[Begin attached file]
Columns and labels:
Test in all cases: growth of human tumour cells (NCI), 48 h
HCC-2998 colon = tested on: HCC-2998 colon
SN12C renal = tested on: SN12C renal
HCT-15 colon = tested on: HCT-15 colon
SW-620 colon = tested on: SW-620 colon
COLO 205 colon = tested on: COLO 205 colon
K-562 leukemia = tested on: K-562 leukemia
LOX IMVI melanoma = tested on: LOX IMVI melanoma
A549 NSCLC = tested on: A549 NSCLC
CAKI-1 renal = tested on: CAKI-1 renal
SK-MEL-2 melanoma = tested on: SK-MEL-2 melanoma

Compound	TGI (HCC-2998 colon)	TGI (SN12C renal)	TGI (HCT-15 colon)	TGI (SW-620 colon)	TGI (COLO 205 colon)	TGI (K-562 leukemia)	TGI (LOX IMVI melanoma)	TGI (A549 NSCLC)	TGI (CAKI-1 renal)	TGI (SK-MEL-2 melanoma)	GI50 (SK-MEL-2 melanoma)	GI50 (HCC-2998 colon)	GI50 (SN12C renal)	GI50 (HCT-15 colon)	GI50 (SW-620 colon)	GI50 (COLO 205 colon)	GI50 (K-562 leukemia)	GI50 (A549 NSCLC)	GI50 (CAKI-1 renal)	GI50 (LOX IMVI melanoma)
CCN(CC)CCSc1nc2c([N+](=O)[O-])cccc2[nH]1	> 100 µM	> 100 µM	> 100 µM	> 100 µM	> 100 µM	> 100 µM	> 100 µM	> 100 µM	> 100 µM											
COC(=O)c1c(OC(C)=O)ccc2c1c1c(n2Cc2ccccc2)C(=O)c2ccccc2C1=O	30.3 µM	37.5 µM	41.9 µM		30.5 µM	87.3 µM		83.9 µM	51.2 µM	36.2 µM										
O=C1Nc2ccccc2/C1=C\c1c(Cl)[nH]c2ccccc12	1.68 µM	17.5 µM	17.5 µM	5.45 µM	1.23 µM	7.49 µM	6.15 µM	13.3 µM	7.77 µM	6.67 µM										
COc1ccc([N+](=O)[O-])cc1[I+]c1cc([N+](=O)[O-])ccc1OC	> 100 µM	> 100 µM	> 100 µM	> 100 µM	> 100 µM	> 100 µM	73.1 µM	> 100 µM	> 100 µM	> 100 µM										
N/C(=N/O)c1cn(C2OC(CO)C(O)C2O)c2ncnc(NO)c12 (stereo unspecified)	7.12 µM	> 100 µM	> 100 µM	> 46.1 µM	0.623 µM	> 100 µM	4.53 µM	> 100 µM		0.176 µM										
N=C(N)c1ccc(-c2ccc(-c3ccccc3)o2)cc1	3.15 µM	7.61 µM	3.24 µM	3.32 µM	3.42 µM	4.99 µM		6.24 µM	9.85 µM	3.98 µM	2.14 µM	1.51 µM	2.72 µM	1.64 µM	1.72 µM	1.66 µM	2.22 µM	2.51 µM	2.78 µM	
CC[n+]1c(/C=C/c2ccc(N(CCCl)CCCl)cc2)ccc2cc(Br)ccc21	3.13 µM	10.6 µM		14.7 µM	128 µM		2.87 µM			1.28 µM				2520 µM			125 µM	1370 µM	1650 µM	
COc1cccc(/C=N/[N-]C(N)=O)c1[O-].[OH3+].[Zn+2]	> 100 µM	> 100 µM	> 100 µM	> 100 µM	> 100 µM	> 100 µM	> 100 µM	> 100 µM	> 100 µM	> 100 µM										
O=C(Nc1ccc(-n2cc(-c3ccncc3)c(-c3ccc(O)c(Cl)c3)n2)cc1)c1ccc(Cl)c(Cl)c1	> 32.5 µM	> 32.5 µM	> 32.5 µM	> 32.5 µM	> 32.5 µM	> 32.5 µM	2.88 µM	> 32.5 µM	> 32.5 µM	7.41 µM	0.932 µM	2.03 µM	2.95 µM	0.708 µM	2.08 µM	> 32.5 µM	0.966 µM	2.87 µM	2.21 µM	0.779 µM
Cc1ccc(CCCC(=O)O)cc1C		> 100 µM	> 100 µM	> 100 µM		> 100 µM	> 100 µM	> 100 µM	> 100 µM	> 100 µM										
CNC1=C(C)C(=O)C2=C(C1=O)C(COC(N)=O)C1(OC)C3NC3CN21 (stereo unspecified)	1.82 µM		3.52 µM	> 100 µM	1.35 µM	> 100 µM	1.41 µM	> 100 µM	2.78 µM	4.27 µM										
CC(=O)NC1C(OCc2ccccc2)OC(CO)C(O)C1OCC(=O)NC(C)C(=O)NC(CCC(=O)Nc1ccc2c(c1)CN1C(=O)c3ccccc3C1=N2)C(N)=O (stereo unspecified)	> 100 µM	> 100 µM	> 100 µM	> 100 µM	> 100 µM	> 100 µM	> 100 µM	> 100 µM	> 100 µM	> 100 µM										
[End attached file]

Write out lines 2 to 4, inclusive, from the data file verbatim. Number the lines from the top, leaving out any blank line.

Test in all cases: growth of human tumour cells (NCI), 48 h
HCC-2998 colon = tested on: HCC-2998 colon
SN12C renal = tested on: SN12C renal